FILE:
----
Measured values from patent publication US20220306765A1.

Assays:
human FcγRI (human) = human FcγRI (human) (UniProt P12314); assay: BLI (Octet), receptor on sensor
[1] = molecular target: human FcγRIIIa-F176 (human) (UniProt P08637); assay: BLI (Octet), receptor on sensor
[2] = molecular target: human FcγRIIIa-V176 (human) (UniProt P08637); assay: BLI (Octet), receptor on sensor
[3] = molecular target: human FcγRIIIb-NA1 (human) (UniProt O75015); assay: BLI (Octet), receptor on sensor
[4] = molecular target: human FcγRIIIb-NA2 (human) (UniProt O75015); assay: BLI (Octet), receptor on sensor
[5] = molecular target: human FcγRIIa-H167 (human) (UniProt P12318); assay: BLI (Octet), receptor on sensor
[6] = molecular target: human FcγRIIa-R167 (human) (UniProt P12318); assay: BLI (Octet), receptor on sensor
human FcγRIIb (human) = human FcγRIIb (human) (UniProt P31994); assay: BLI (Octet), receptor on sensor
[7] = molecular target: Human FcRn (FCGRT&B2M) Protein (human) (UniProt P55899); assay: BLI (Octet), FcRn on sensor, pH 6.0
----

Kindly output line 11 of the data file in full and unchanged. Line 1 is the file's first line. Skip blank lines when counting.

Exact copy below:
[7] = molecular target: Human FcRn (FCGRT&B2M) Protein (human) (UniProt P55899); assay: BLI (Octet), FcRn on sensor, pH 6.0